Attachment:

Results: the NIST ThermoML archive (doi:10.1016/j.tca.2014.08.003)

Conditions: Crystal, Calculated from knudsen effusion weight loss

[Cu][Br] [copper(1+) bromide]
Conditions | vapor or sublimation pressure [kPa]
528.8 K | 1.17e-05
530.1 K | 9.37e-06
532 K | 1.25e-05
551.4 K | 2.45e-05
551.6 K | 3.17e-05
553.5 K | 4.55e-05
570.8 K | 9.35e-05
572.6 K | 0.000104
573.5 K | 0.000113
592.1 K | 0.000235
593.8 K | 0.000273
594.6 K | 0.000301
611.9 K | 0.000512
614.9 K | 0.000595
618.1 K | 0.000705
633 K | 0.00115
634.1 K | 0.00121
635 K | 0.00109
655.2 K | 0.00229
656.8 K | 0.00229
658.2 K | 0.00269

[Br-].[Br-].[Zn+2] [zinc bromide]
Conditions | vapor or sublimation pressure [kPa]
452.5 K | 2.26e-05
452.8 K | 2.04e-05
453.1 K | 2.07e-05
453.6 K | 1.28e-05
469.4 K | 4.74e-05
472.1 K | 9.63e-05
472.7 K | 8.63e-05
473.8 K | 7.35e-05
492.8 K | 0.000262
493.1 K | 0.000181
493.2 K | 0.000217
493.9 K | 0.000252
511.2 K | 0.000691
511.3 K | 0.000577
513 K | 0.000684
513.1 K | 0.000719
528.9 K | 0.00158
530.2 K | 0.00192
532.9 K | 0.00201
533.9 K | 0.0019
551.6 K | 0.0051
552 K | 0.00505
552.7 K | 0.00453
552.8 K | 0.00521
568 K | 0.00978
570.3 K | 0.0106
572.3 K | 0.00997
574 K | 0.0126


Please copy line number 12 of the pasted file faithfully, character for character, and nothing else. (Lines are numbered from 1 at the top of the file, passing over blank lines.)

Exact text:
572.6 K | 0.000104